BOTOX® (onabotulinumtoxinA) Important Information

Indication
BOTOX® is injected into the skin to treat the symptoms of severe underarm sweating (severe primary axillary hyperhidrosis) when medicines used on the skin (topical) do not work well enough in people 18 years and older.

It is not known whether BOTOX® is safe or effective for severe sweating anywhere other than your armpits.

IMPORTANT SAFETY INFORMATION
BOTOX® may cause serious side effects that can be life threatening. Get medical help right away if you have any of these problems any time (hours to weeks) after injection of BOTOX®:

There has not been a confirmed serious case of spread of toxin effect away from the injection site when BOTOX® has been used at the recommended dose to treat severe underarm sweating.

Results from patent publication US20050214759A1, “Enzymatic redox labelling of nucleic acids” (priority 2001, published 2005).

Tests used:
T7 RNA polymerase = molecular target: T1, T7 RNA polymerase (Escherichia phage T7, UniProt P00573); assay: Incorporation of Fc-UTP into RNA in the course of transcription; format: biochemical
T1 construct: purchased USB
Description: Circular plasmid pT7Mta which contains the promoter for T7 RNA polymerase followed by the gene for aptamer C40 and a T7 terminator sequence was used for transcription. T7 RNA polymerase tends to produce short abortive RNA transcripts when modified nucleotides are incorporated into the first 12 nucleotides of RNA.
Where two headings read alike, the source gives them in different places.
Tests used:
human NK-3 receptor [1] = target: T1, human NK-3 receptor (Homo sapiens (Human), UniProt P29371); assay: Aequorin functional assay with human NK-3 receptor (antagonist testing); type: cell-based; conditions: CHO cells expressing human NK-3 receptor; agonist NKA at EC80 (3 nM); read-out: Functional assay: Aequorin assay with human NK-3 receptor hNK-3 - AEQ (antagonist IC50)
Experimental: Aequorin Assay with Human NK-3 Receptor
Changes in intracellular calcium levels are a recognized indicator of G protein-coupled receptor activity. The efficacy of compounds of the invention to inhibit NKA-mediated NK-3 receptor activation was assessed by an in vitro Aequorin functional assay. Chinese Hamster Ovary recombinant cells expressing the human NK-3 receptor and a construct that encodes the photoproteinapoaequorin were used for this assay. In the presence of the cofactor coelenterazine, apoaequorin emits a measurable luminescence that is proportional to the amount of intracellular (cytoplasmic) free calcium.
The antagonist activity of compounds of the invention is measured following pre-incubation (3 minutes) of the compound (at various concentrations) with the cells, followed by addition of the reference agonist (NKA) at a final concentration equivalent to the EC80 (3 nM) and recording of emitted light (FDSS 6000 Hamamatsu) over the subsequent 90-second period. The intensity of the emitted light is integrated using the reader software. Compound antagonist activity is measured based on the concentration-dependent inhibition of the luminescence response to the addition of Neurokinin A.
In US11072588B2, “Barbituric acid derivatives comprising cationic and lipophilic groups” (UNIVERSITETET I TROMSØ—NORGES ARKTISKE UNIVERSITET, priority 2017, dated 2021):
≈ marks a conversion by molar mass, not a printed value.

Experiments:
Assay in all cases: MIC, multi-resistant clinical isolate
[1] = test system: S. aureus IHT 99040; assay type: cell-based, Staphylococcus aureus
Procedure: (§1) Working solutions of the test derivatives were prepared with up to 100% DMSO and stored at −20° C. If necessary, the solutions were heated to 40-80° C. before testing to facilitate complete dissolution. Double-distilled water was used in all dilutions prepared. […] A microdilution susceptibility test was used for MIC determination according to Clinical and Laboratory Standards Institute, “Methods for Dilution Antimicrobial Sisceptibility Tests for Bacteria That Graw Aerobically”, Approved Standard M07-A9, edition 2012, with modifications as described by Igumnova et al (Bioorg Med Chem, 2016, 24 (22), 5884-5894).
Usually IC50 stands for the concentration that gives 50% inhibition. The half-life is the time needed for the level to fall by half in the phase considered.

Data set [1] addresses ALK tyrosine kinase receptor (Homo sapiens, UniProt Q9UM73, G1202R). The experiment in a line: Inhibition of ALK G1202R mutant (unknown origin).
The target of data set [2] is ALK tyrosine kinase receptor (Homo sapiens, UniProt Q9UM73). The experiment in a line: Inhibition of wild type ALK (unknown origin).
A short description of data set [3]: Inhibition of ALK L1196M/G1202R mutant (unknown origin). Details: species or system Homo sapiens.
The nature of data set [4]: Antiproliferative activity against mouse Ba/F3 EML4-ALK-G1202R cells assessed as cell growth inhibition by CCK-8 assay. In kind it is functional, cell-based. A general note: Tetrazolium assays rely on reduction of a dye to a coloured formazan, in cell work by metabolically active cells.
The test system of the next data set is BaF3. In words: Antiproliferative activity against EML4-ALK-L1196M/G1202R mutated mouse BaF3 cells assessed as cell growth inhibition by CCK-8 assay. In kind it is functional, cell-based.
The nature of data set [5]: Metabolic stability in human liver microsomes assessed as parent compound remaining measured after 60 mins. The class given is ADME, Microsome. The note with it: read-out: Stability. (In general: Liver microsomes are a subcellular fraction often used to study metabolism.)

BOTOX® may cause loss of strength or general muscle weakness, vision problems, or dizziness within hours to weeks of taking BOTOX®. If this happens, do not drive a car, operate machinery, or do other dangerous activities.

Do not take BOTOX® if you: are allergic to any of the ingredients in BOTOX® (see Medication Guide for ingredients); had an allergic reaction to any other botulinum toxin product such as Myobloc® (rimabotulinumtoxinB), Dysport® (abobotulinumtoxinA), or Xeomin® (incobotulinumtoxinA); have a skin infection at the planned injection site.

The dose of BOTOX® is not the same as, or comparable to, another botulinum toxin product.

Serious and/or immediate allergic reactions have been reported including itching, red itchy welts, wheezing, asthma symptoms, or dizziness or feeling faint. Get medical help right away if you experience symptoms; further injection of BOTOX® should be discontinued.

Tell your doctor about all your muscle or nerve conditions such as ALS or Lou Gehrig’s disease, myasthenia gravis, or Lambert-Eaton syndrome, as you may be at increased risk of serious side effects including difficulty swallowing and difficulty breathing from typical doses of BOTOX®.